There are not necessarily right or wrong suggestions for clothing or colors to produce a great portrait.

However, there are a few things to consider to help ensure its a great portrait for YOU


1)  Choose colors that flatter your skin, eyes & hair first and foremost.


2) Try on what you intend to wear to make sure it fits well, is free of stains and major wrinkles & flatters you.

Opt for fabrics that lay well, have structure and don't look sloppy or wrinkle easily, like linen.

3)  The camera loves layers.

Blazers, jewelry, sweaters, ties, scarves, coats etc. are a great easy on/easy off

option for variety.

4) Ladies, we suggest wearing your hair down verses up in a pony tail or pulled tightly back. We also suggest 25% more makeup than normal to compensate for the camera washing out skin, eyes, cheeks & lips.


Neutral tones such as gray, black, navy, ivory, white and soft blues are timeless and won't ever go out of style. 

Most people can wear 1-2 of these colors very well.  Additionally, softer pastels or muted jewel tones work well for many. If you want light & bright images, we suggest lighter colors.


  • Ladies, if you don't love your arms, opt for 3/4 or full length sleeves

  • Some women feel sleeveless tops may show too much skin, so in this case, a higher neckline is suggested

  • Avoid very strong patterns like bold, wide horizontal strips (those add weight)

  • Avoid busy animal prints (while trendy, these can add weight and distract from the face)

  • Avoid linen, it wrinkles upon touch and clothing wrinkles are rather difficult to Photoshop out

  • Heavy tweed blazers, or boxy double breasted, ones may add to the appearance of weight

  •  Avoid very low cut tops, or deep v-necks if you prefer cleavage not to show

  • Neon colors photograph weird and will completely distract from your face

  • To minimize your neck/jowel or chin area, consider a scarf, cowel neck top, or statement jewelry, or we can pop your shirt collar up

  • To minimize weight, choose darker solid colors, or layer with a dark, fitted blazer over a top


Strong colors, especially jewel tones, can really make the image pop, command attention and flatter your skin. Keep in mind that your eye may be pulled first to the color, and second to the face and eyes -- not necessarily a bad thing, unless you really want the attention going to your face & eyes first in a close up head shot.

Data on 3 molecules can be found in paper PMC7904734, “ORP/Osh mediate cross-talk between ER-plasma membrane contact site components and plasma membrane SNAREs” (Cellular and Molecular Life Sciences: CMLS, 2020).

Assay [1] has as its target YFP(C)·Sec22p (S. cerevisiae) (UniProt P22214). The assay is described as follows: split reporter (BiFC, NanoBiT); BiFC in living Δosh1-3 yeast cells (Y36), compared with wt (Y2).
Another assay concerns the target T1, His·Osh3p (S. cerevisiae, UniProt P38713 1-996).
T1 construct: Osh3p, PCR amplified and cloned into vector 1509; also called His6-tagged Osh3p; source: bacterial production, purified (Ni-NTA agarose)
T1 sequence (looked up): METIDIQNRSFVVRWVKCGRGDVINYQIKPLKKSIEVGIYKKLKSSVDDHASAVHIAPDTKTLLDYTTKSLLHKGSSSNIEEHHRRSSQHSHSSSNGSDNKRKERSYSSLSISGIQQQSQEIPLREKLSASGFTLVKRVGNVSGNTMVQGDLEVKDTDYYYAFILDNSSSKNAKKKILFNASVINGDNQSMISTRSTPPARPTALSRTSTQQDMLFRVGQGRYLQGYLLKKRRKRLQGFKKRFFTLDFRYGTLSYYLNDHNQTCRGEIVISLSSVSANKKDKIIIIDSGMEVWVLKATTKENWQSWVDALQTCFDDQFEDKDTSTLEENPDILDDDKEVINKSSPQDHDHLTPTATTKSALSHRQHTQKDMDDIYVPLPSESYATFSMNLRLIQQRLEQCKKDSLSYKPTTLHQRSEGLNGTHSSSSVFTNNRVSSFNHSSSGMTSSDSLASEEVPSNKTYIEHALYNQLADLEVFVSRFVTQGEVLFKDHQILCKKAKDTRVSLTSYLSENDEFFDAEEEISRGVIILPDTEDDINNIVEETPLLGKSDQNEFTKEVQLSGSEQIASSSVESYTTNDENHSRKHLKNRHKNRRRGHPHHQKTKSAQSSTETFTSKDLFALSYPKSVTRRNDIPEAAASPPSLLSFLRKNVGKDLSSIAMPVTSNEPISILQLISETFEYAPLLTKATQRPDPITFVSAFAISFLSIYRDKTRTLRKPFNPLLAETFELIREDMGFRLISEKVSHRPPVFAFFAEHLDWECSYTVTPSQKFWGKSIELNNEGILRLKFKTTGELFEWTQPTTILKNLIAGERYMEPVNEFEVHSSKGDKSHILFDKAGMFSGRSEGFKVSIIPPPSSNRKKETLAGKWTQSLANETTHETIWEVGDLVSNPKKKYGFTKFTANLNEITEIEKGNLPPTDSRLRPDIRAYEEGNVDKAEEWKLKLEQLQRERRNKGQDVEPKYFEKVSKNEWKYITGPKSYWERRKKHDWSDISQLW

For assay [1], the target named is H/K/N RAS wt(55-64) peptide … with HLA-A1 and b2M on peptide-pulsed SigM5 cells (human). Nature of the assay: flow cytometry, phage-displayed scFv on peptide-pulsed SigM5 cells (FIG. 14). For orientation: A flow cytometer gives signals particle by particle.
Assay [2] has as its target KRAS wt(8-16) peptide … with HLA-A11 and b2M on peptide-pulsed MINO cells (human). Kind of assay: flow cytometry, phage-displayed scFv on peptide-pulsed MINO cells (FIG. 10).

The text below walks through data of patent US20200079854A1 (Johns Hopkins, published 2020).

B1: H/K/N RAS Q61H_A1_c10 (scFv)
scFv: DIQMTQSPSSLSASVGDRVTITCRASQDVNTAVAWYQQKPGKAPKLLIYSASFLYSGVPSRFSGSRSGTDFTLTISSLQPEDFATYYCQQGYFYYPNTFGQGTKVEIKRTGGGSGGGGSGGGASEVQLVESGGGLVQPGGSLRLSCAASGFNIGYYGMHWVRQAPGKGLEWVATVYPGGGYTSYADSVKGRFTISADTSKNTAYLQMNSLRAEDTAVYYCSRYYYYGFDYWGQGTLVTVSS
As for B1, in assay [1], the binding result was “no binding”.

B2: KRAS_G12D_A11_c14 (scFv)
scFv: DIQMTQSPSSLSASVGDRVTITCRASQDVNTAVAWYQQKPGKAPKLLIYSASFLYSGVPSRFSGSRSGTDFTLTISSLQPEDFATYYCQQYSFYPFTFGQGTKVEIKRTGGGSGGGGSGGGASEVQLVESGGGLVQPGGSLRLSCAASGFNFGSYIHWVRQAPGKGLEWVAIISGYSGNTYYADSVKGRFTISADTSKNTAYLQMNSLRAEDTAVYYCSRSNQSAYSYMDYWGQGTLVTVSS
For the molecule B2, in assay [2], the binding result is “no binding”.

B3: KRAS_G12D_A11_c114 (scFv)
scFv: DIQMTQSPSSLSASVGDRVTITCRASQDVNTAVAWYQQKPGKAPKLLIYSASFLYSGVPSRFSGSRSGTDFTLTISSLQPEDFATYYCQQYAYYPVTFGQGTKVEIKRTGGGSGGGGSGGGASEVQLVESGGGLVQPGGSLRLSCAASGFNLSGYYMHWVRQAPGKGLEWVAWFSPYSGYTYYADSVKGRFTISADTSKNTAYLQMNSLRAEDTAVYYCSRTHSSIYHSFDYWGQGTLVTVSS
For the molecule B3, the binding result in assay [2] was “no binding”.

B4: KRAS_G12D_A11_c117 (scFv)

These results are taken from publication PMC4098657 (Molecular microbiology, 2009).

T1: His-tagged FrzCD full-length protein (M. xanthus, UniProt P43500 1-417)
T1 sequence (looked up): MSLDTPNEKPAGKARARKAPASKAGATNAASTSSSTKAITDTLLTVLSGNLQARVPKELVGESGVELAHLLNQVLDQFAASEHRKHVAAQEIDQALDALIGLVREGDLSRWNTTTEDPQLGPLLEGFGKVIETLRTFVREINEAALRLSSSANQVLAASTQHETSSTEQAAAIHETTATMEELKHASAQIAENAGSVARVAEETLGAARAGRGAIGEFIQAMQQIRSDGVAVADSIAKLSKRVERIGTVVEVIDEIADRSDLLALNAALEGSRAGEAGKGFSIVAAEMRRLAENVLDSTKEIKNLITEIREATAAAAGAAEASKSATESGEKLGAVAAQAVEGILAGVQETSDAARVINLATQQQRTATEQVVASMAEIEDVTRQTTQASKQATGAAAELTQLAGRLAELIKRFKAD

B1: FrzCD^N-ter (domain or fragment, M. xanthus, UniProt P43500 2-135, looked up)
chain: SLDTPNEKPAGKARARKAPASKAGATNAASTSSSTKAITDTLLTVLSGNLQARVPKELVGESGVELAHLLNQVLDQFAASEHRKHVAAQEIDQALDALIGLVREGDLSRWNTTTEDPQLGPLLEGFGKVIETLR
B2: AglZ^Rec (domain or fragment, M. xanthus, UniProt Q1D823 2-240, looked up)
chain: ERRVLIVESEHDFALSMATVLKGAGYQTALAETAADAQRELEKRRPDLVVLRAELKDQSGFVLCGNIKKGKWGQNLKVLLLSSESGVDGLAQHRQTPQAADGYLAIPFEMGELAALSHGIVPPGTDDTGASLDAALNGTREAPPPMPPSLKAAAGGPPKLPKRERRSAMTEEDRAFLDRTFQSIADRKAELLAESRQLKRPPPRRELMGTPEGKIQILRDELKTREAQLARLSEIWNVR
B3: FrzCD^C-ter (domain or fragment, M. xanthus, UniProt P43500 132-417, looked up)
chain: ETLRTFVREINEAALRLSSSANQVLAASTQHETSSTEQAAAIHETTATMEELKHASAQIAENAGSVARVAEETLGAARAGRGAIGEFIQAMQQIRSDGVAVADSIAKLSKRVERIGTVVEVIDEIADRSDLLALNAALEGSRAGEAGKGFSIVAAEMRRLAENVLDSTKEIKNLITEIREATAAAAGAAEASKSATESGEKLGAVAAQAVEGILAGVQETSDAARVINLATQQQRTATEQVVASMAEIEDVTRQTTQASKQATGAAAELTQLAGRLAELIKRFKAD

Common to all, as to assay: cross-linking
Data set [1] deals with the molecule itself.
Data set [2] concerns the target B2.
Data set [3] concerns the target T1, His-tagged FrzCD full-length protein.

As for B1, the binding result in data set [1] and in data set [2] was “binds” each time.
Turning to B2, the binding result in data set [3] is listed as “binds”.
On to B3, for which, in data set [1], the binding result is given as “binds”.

Ladies Clothing

  • Choose colors that look best on you and flatter your skin tone. We recommend solids or very subtle patterns.

  • Neutral and soft colors are timeless, and bold jewel tones bring pop & energy.

  • Avoid strong patterns like big stripes, color blocked shirts & busy animal prints as they pull attention away from your face. Avoid neon colors; they photograph weird.

  • Avoid super low cut necklines if you don't want to reveal cleavage, and sleeveless tops if you don't like your arms.  Showing too much skin can steal attention from your face, and may bug you over the long term.

hair & makeup

  • The camera and lighting can wash you out, so we typically recommend slightly more makeup up than normal, especially at your lash line, cheeks and lips. But keep it so you are comfortable with your look.

  • For hair fly-aways and broken root pieces, we recommend hair spray or light weight gel to lay these down at the crown of the head. Back lighting can illuminate them and they are very difficult to Photoshop out.

  • Pay special attention to your mascara and eyeliner and clean up any smudges. See below for tutorials

  • Best not to try a new hairstyle for a photoshoot. Wear it how you like it best.

Men's Clothing

  • Men typically wear a button up with or without a tie, and a jacket.  Many prefer to do a shot with the jacket & tie, and a few without for variety.

  • We recommend putting Visine in your eyes the morning of the shoot to help with redness and broken arteries.

  • Some men have very wayward or bushy eyebrows that they notice more in the final photos. We recommend using water or hairspray, or a light gel, to groom the strays and neaten them up a little.

Finishing Touches

  • If you wear transition glasses that go darker in the sunlight, consider a back up non-transition pair if possible.


  • Your nails may show in the photos, so consider having them groomed or done prior.

  • Right before the photos, apply a fresh coat of lipstick, powder away any shine, and comb your hair, or hairspray your roots.

  • Schedule photos for after your highlights or root touch ups are done, if possible.


  • Men and women can put Visine into their eyes the morning of the shoot to help brighten and whiten them


Approachable, lifestyle feeling, professional "headshot" branding photos for all your marketing.
Here is where you can play with several looks, colors and backdrops -- although there is no need to bring "backdrops" for lifestyle personal branding portrait shoots, because
nature, architecture and cool locations provide plenty of workable options.